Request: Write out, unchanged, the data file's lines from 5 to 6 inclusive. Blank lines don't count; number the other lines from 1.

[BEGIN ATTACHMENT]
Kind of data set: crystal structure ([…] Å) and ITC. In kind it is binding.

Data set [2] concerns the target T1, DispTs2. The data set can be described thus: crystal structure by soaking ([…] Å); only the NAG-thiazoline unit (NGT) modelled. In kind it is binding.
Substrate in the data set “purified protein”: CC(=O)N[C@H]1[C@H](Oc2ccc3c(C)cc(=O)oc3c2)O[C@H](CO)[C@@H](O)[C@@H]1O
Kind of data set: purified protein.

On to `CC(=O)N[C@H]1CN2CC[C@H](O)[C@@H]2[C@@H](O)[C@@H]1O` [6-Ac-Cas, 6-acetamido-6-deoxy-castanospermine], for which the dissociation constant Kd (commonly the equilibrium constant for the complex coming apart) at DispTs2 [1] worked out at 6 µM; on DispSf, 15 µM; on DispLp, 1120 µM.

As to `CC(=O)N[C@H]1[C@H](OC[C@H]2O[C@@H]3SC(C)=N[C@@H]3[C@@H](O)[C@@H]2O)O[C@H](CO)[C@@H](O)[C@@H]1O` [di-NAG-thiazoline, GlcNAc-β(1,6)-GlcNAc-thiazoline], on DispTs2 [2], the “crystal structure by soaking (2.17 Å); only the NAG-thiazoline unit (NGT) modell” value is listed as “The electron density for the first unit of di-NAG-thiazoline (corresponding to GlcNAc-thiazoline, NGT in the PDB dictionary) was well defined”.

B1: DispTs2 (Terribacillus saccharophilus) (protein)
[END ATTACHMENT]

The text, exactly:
On to `CC(=O)N[C@H]1CN2CC[C@H](O)[C@@H]2[C@@H](O)[C@@H]1O` [6-Ac-Cas, 6-acetamido-6-deoxy-castanospermine], for which the dissociation constant Kd (commonly the equilibrium constant for the complex coming apart) at DispTs2 [1] worked out at 6 µM; on DispSf, 15 µM; on DispLp, 1120 µM.

As to `CC(=O)N[C@H]1[C@H](OC[C@H]2O[C@@H]3SC(C)=N[C@@H]3[C@@H](O)[C@@H]2O)O[C@H](CO)[C@@H](O)[C@@H]1O` [di-NAG-thiazoline, GlcNAc-β(1,6)-GlcNAc-thiazoline], on DispTs2 [2], the “crystal structure by soaking (2.17 Å); only the NAG-thiazoline unit (NGT) modell” value is listed as “The electron density for the first unit of di-NAG-thiazoline (corresponding to GlcNAc-thiazoline, NGT in the PDB dictionary) was well defined”.